MUNICIPAL INTEGRATED COASTAL MANAGEMENT FACILITATION IN lATVIA: PILOTING PUBLIC MULTI-THEMATICAL MONITORING

Ieva Pommere, Krista Osniece, Anita Lontone- Ievina, Raimonds Ernsteins

Abstract


This paper contains a pilot study on coastal values and potential means of determining and characterising them in the terms of coastal planning and management. The research case study took place in the coastal region of North East Latvia – in the municipality of Salacgriva. The municipality coast is very diverse: coastal access, landscape and the whole biogeography is changing very much along the whole 54 km, being also rich in various natural and cultural heritage assets. Such great coastal variety in the limits of one administrative territory does require very selective governance approaches and dynamic management to be realized by local administration, which has very limited necessary capacities of all type, alike other rural coastal municipalities in Latvia. Also, there is very limited coastal information as well as assessment/interpretation capacities. All this requires mandatory development of municipal coastal monitoring and information/science-policy interface, to be based on general System Analysis Framework (SAF) application, first, on social-ecological system approach, and, second, including necessary developments of stakeholder participation and bottom-up governance approaches and, at the first, developing of the public monitoring (citizen science approach, e.g., Eco schools alike public representatives, etc.) capacities and methodologies. There has been developed an initial proposal for a new and multi-thematic coastal core area monitoring and governance tool. Coastal resources were assessed using a coastal value-based prioritisation tool, which generates knowledge of the mutual connection among various social-ecological resources/assets along the shore. During the study, data was collected along the municipal coastline taking into account the elements characterising the beach and shoreline landscape, as well as the distribution of invasive plant species, algae and plants washed up by the sea, as well as waste created by people along the coast. This data was subsequently collated, described, and combined with separate conclusions made based on beach visitors’ interviews that were conducted along the entire Latvian coast as well as interviews of the Salacgriva municipality’s main stakeholder groups. Information was also obtained from the analysis of documents seeking to facilitate development of a multi-thematic coastal value prioritisation tool and to distinguish coastal management priorities that can be set as proposals to coastal governments for developing a sustainable and more integrated coastal management background.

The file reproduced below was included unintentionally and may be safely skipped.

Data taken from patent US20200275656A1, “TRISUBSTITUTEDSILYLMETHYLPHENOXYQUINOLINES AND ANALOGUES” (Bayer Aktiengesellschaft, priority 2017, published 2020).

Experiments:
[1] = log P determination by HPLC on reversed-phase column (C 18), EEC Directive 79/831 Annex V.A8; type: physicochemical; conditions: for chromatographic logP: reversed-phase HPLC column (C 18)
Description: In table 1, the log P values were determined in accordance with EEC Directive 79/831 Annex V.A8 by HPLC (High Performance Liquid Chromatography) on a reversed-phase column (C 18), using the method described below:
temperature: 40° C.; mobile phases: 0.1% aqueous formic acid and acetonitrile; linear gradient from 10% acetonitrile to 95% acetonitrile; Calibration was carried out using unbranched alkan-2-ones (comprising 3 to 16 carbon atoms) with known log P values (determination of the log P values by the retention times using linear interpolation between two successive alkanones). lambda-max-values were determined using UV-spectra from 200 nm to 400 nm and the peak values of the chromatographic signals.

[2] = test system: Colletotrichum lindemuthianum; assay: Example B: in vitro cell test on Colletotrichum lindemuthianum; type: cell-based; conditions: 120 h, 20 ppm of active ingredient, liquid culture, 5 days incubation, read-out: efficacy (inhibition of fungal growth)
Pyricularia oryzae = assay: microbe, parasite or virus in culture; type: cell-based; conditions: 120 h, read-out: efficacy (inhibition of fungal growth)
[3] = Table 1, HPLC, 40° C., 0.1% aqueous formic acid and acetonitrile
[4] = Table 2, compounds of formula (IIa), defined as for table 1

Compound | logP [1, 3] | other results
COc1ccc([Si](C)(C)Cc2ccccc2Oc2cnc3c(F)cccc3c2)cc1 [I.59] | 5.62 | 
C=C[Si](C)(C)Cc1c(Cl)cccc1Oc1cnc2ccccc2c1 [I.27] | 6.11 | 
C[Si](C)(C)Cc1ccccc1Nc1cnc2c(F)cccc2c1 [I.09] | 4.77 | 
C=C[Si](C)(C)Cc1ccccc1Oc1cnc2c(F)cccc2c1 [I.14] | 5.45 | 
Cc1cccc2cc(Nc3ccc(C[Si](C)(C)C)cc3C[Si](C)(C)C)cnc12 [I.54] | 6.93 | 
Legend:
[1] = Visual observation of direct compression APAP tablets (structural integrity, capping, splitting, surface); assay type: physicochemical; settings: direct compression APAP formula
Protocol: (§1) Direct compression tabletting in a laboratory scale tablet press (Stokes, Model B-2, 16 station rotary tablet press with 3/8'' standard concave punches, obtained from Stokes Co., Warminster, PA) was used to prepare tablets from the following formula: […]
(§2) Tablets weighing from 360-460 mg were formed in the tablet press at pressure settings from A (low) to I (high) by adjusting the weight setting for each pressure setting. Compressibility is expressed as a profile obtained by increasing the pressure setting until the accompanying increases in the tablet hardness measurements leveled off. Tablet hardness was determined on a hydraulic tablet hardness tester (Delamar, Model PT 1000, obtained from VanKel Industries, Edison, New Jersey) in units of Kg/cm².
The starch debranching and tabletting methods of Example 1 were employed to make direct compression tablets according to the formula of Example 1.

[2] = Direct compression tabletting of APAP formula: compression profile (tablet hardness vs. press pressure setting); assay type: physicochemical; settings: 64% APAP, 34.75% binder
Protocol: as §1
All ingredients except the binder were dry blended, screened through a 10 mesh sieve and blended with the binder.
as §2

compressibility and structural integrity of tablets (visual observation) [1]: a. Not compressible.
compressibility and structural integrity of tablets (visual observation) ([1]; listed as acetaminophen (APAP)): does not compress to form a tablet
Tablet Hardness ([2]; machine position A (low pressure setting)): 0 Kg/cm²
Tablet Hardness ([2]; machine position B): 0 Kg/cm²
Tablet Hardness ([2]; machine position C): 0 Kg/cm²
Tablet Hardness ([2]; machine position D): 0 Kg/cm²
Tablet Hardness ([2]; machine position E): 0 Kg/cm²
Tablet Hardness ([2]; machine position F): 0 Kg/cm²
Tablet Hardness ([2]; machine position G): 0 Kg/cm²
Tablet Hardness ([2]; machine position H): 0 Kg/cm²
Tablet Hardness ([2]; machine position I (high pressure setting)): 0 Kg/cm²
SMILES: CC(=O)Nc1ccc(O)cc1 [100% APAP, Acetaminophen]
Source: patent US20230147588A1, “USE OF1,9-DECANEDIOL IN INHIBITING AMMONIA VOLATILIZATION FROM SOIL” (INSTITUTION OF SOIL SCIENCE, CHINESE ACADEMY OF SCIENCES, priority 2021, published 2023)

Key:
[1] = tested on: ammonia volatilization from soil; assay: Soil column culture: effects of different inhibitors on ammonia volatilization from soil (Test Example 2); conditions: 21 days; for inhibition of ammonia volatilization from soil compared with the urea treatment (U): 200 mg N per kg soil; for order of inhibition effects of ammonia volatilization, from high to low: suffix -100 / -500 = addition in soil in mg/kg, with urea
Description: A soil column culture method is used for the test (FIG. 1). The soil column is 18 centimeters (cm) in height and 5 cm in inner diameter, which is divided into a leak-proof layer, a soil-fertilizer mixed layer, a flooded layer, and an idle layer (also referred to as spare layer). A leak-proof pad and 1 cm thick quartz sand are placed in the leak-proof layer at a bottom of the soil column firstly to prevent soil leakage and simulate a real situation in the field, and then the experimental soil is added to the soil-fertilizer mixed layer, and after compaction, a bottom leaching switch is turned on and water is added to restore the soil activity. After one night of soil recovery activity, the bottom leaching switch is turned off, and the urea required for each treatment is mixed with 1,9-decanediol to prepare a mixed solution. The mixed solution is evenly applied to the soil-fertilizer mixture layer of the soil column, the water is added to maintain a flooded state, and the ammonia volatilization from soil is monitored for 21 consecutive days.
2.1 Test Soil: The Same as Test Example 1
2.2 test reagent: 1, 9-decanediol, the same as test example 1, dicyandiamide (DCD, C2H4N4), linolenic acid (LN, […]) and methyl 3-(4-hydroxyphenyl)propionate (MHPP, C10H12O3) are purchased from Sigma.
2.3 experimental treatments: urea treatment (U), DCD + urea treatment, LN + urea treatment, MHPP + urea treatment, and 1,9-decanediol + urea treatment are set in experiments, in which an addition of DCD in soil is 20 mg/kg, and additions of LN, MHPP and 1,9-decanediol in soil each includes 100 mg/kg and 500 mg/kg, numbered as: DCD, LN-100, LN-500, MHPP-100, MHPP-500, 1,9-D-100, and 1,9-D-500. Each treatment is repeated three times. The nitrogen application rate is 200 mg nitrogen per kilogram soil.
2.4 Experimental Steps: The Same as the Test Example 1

Keywords: coastal resources, coastal values, public monitoring, integrated coastal management.

JEL CODES: Q, Q5, Q56, Q58.

DOI: http://dx.doi.org/10.15181/rfds.v23i1.1687


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